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Re: Odd Gnome behavior

On Tue, 2006-12-05 at 22:35 +0000, Liam O'Toole wrote:
> On Tue, 05 Dec 2006 13:41:54 -0800
> Freddy Freeloader <fredddy@cableone.net> wrote:
> > Hi All,
> > 
> > I have run across an oddity in Gnome's behavior when running admin
> > tools from the gui. 
> > 
> > If I run any of the tools found in the Desktop -> Administration
> > menu, explicitly from that menu, Gnome asks me for the root
> > password.  I enter the root password and it tells me I entered an
> > invalid password. However, if I run any of those same admin tools
> > from the Applications -> Debian -> Apps -> System menu Gnome accepts
> > the root password and they run just fine.  
> > 
> > Does anyone know what is going on with this?  I do the vast majority
> > of my work from the bash prompt, but on occasion I will want to just
> > look at a setting and will choose to do that from the gui tools.
> > Although this problem is easily worked around I'm stumped as to why
> > this is happening.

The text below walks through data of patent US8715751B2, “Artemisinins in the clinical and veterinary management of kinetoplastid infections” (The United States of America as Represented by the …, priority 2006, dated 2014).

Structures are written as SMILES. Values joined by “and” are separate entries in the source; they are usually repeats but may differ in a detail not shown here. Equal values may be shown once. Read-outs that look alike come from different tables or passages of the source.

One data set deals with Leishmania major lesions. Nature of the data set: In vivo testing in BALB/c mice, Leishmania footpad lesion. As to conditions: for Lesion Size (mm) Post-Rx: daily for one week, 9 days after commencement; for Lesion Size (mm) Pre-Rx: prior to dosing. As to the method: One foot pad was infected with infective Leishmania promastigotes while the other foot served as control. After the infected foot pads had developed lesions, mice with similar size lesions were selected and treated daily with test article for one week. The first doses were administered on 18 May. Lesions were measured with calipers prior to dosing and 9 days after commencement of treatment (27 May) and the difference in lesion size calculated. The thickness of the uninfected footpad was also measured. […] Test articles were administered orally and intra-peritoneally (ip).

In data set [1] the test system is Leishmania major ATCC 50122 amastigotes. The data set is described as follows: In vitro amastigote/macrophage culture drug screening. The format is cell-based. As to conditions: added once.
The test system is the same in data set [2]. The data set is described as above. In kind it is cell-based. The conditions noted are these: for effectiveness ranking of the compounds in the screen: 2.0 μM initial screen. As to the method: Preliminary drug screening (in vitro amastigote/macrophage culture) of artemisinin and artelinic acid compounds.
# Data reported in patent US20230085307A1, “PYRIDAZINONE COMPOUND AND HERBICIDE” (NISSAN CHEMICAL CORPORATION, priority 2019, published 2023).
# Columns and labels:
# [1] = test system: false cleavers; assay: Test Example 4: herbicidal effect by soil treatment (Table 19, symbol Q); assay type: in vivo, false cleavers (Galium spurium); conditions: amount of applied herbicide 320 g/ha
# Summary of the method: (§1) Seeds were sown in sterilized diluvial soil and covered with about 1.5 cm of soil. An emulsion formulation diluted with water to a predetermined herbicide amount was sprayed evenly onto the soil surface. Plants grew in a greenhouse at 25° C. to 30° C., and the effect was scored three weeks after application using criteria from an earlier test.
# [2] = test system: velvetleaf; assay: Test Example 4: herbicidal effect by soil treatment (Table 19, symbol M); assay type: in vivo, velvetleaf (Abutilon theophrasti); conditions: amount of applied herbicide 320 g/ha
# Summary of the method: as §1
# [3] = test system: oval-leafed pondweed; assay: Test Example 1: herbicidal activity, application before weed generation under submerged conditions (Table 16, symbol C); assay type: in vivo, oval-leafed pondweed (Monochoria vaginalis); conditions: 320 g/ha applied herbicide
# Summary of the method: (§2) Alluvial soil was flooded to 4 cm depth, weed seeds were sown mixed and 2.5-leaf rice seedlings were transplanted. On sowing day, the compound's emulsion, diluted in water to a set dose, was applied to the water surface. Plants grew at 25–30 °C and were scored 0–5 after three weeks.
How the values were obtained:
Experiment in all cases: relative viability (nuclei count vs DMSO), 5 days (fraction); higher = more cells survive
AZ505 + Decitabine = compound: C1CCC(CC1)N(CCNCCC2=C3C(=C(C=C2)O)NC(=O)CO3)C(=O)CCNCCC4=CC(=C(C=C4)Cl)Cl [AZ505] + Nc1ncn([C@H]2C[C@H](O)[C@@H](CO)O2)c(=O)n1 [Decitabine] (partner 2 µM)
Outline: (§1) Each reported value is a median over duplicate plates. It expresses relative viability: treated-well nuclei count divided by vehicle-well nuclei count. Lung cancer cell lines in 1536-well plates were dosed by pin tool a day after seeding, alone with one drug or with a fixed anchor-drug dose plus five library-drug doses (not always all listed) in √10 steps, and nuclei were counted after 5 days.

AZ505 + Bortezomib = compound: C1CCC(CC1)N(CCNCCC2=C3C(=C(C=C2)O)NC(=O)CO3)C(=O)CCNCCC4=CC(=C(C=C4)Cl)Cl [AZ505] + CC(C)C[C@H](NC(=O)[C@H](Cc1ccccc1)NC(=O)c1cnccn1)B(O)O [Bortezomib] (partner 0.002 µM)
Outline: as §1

> > 
> > BTW, this behavior started when I changed the behavior of sudo from
> > the Debian default of not requiring a password to requiring one.
> > I've since reversed that to see if that is responsible for the change
> > in behavior in the gui, but it has made no difference whatsoever. 
> > 
> > Any clues as to where to look would be appreciated. 
> > 
> > 
> Determine what commands are launched by the menu entries. You can do
> this by right-clicking on a menu entry and choosing "Add this launcher
> to desktop". You then right-click on the icon thus created, choose
> "Properties", then "Launcher" to determine the command. You should then
> be able to account for the observed behaviour.
> You can also discover launch commands by searching through the files in
> the /usr/share/applications and /usr/share/menu directories.
> -- 
> Liam

Thanks for your reply.  I already knew about the menu entry stuff, and
had taken a look at it.  It all seems to be fine when compared to a
computer that works normally.

I didn't, however, know about the /usr/share/applications
and /usr/share/menu ways of looking at things.  Thanks.  It's too bad I
didn't find anything out of the ordinary there.

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